How to Grow Ground Cherries

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When it comes to doing a home garden in a small land holding, you have to always be looking to get the best return for the space used and also factor in time involved.

Where does that end up? Usually, it is fruit. It is fruit that is the magical winner. While bananas are cheap, the blueberries or strawberries can get expensive.

If you want to add fruit you have a couple of good options. Ground cherries are a simple and easy addition as there is a slight time delay on many of the other sweets.

Ground cherries are tasty and grow with a husk on the outside. The flavor reminds of a strawberry and citrus flavor or something tropical. The kind I grow also has a heavy pineapple flavor.

I first tried ground cherries after ordering a pack from Baker Creek seeds. Since then they have always been a favorite of mine.

Since the ground cherries are related to tomatoes and tomatillos, they are about as challenging to grow as a tomato or a tomatillo and have similar growth habits.

The plants can get large. They also grow sort of spready out or sprawling make a lot of yellow berries. This is a major advantage if you want fruit the same year you plant.

Fruit trees and many other fruit plants take a while to get production going at times.

Tips for How to Grow Ground Cherries

Start the seeds indoors

Ground cherries are frost sensitive. I’m in zone 4b and they grow so well in the garden. The problem is those last minute cold snaps. When started indoors you can get an 8 week jump or so on getting the plants going.

This year I didn’t get everything in the ground until May 27th.

Try different varieties

Just like tomatoes grow differently in the garden based on type, the ground cherries also vary. Flavor, size, and how well they do may come down to what does best for your particular garden.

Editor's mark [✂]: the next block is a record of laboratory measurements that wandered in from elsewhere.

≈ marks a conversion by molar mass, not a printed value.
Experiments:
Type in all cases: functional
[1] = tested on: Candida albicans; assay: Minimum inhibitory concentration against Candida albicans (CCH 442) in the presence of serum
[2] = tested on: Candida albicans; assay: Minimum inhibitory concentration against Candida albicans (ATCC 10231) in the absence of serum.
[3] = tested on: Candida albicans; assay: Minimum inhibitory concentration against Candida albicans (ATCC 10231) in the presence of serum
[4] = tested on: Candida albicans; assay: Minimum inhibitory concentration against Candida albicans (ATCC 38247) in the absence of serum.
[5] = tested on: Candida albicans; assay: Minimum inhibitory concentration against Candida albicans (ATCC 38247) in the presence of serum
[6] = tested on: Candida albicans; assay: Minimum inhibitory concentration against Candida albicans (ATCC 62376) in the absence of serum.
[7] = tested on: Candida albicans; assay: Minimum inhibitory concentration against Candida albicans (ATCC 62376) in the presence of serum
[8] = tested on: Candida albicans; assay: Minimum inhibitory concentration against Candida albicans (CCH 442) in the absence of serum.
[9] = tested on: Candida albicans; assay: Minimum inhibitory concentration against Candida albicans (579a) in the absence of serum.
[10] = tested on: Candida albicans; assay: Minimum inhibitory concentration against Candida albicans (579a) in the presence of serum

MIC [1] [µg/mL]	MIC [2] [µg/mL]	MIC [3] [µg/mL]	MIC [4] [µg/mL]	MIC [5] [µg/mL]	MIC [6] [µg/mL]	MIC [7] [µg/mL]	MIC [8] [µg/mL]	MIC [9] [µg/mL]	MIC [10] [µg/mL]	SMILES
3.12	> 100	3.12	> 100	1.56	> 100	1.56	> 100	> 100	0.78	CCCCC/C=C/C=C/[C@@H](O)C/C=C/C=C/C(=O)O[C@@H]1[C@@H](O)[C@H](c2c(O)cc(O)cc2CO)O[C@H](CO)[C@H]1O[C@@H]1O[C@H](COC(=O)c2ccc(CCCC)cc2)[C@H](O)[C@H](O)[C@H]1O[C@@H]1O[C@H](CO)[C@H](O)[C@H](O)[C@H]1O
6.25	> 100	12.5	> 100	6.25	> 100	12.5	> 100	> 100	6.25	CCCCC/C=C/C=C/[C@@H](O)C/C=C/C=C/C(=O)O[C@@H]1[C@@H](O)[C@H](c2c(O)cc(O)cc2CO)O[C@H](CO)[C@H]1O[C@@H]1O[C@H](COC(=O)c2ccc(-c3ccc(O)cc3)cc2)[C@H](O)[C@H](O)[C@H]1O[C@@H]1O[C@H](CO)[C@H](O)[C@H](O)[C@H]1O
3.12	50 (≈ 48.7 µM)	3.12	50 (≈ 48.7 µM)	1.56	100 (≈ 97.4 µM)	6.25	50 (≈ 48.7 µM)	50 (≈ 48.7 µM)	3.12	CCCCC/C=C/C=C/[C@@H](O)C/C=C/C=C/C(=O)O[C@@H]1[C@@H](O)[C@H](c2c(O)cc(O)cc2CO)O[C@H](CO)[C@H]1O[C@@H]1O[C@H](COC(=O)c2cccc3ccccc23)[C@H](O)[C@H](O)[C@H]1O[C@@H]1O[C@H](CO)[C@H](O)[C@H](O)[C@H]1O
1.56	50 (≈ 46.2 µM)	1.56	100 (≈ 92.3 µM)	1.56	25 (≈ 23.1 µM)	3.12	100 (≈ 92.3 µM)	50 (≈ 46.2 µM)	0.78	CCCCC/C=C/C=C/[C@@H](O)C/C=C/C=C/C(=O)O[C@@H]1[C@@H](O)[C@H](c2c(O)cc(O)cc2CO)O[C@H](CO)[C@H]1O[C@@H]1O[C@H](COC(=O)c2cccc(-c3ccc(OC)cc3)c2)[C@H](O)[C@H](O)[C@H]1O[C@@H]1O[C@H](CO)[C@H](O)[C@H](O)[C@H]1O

Some variety options include:

  • Aunt Molly’s Ground Cherry Yellow Husk
  • Goldenberry Goldie
  • Ground Cherry Cossack
  • Pineapple Ground Cherry– This is the one I have
  • Yantar Ground Cherry

Plant ground cherries at the right time

Ground cherries like it warm just like tomatoes. It is advised to plant them out 2 weeks after danger of frost.
They need warm temperatures and a lot of sun. If growing in a location where it is dry or hot, they may need some shade.

The fruit will keep coming off of them as long as water and temperatures are optimal.

 

Ground cherries need rich soil with good drainage

For a tinystead ground cherries fit right in when installing the raised beds or containers. The ground cherries are hungry plants that need very nutritious soil so compost, bone meal, or worm castings are great soil additions.

The soil should be amended and pH balanced.

To grow well in a bed or container the plant needs a container around 8-9 inches in depth. Used good quality potting soil rich in nutrient but water drains away. They key here is not to let the ground cherries dry out either.

Ground cherries will need regular watering to grow. they will not hold blossoms nor set fruit if conditions are too dry. The plant will conserve energy and water.

Growing ground cherries in containers that are self-watering is pretty useful.

Ground cherry plants need to be planted deeply

Just like tomatoes and tomatillos, ground cherries need a lot of space for deep roots to pull up nutrients and moisture. It helps to remove leaves along the bottom of the plant, and plant ground cherry transplants deeply. It should be buried and you just leave a few leaves above the ground.

All of the bottom plant will set more roots.

Ground cherries need space

Ground cherry are known for sprawling and spreading and growing out wide. It helps to give each plant a 2×2 planting space, or 4 squares in terms of the square foot gardening method.

I like to train as much of my garden vertically as possible. The hard part with many solanums is they are more brittle when the plants are older so they need to be actively trained when branches are still young and pliable.

Let ground cherries harvest by falling off

A mistake with ground cherries is trying to harvest them before they are ripe. Ripe ground cherries will ripen to a deep yellow or dark yellow and the husks become like crinkly paper.

Then the fruits will fall off. It helps to gather the fruit that is fallen and allow to ripe further if need be to get the best flavor from the group. The fruit needs to be gathered a lot or you will end up reseeding the soil.

Another neat thing about ground cherries is they have a decent storage life compared to many fruits. Sometimes they will last 2-3 months but otherwise they can be turned into various recipes.

Storage temp should be kept around the low 50’s for best store time.

 

XOXO, Mel